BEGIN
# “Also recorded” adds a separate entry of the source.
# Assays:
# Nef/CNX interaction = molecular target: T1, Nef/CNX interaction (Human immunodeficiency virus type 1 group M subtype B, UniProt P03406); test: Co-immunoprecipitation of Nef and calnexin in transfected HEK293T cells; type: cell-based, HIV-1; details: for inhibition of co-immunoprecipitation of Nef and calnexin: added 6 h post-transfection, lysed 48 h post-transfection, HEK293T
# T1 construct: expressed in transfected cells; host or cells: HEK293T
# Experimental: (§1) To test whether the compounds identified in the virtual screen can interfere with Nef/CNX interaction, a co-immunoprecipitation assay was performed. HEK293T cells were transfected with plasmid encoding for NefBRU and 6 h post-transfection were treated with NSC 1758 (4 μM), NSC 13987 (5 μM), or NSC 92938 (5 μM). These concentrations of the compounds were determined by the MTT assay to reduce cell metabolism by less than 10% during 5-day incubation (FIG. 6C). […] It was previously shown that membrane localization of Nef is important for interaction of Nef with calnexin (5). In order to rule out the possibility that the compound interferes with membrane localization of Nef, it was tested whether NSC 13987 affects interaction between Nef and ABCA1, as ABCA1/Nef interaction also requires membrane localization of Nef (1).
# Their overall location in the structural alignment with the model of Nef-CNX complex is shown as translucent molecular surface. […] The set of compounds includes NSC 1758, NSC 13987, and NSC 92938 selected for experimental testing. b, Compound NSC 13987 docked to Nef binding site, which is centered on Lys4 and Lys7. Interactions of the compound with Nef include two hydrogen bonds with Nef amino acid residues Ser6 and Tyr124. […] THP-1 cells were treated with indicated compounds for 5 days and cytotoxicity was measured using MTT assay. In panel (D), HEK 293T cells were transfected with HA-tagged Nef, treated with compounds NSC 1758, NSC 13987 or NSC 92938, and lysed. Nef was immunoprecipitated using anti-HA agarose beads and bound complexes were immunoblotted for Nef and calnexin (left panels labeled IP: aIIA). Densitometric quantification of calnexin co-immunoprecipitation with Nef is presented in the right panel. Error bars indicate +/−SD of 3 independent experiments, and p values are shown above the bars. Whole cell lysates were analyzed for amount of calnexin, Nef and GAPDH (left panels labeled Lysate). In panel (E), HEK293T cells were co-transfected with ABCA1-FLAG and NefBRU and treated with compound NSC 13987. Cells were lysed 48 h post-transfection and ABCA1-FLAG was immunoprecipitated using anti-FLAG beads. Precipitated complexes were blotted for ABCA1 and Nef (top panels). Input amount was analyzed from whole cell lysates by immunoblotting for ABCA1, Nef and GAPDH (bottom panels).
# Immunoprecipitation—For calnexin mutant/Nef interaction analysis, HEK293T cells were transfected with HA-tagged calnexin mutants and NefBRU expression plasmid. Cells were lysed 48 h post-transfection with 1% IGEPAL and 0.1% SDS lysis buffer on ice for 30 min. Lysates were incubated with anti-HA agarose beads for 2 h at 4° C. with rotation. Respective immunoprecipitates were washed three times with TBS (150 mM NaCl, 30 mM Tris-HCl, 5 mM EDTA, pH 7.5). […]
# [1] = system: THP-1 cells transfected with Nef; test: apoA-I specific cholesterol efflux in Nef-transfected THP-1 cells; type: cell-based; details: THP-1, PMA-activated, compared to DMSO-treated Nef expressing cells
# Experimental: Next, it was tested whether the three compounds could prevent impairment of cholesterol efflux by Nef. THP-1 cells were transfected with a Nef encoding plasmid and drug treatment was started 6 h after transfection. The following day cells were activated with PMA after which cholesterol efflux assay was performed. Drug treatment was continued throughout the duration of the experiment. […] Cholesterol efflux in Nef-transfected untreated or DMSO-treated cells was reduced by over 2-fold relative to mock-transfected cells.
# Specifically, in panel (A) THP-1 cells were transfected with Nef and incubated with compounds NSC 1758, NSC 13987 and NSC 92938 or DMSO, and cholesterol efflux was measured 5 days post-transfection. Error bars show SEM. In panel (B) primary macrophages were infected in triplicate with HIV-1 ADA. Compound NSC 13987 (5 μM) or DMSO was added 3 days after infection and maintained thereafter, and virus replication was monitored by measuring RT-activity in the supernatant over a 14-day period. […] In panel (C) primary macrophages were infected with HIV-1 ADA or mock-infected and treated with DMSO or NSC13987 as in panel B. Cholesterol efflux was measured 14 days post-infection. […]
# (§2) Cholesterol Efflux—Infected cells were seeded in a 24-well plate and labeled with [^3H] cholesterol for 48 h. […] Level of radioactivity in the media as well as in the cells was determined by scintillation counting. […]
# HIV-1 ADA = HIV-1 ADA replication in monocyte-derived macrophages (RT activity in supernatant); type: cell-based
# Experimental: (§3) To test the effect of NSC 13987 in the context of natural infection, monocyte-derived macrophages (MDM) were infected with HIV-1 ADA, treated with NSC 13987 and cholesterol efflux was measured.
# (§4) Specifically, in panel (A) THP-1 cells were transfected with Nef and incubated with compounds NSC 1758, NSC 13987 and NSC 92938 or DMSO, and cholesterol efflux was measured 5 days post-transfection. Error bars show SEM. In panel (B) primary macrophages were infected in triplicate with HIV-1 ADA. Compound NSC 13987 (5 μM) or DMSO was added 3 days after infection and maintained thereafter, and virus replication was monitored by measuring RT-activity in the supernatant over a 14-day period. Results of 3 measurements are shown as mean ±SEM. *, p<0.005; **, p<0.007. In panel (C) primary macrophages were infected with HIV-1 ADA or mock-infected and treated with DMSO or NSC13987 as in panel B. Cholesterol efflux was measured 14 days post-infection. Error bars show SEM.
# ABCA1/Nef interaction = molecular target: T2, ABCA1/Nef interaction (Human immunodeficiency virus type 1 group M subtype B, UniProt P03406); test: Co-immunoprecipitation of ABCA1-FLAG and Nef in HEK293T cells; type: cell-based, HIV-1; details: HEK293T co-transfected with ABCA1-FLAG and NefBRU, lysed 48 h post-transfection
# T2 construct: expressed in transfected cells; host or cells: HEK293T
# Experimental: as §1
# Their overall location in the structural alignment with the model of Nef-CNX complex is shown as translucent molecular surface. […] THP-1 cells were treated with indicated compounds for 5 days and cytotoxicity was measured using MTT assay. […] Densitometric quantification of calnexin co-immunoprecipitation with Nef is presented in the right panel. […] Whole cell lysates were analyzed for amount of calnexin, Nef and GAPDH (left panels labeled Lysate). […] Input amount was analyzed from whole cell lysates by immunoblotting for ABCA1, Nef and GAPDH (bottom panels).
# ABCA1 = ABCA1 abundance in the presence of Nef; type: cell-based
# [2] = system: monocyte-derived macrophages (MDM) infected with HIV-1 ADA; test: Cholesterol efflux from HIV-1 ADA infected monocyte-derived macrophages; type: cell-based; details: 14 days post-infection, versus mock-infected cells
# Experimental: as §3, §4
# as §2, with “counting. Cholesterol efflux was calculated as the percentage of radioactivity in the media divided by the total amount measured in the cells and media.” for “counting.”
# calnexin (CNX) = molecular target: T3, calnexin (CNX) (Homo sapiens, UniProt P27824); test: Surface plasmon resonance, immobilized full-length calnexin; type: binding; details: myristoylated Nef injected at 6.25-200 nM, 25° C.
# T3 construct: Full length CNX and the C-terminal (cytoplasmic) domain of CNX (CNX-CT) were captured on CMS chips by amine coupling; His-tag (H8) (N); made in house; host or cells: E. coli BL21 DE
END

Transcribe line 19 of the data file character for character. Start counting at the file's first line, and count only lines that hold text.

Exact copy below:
# ABCA1 = ABCA1 abundance in the presence of Nef; type: cell-based